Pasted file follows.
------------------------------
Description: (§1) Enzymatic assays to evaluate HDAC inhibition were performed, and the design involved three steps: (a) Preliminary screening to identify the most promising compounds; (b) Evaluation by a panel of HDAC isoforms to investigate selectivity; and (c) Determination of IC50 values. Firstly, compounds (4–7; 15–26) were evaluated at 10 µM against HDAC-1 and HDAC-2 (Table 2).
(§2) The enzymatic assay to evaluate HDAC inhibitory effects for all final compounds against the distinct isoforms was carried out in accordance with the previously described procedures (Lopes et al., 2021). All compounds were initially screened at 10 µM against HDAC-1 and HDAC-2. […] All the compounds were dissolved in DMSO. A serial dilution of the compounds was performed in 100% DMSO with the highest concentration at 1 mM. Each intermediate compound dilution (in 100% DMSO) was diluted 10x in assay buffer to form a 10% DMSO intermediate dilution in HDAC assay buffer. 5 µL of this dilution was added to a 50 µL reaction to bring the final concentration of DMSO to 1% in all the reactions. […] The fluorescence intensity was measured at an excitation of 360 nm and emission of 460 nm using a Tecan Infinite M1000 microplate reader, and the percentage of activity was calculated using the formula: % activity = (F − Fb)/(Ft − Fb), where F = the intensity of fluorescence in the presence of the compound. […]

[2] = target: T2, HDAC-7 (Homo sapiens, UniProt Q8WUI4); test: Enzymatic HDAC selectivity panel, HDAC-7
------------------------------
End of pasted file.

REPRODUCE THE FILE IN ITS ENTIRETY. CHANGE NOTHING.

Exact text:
Description: (§1) Enzymatic assays to evaluate HDAC inhibition were performed, and the design involved three steps: (a) Preliminary screening to identify the most promising compounds; (b) Evaluation by a panel of HDAC isoforms to investigate selectivity; and (c) Determination of IC50 values. Firstly, compounds (4–7; 15–26) were evaluated at 10 µM against HDAC-1 and HDAC-2 (Table 2).
(§2) The enzymatic assay to evaluate HDAC inhibitory effects for all final compounds against the distinct isoforms was carried out in accordance with the previously described procedures (Lopes et al., 2021). All compounds were initially screened at 10 µM against HDAC-1 and HDAC-2. […] All the compounds were dissolved in DMSO. A serial dilution of the compounds was performed in 100% DMSO with the highest concentration at 1 mM. Each intermediate compound dilution (in 100% DMSO) was diluted 10x in assay buffer to form a 10% DMSO intermediate dilution in HDAC assay buffer. 5 µL of this dilution was added to a 50 µL reaction to bring the final concentration of DMSO to 1% in all the reactions. […] The fluorescence intensity was measured at an excitation of 360 nm and emission of 460 nm using a Tecan Infinite M1000 microplate reader, and the percentage of activity was calculated using the formula: % activity = (F − Fb)/(Ft − Fb), where F = the intensity of fluorescence in the presence of the compound. […]

[2] = target: T2, HDAC-7 (Homo sapiens, UniProt Q8WUI4); test: Enzymatic HDAC selectivity panel, HDAC-7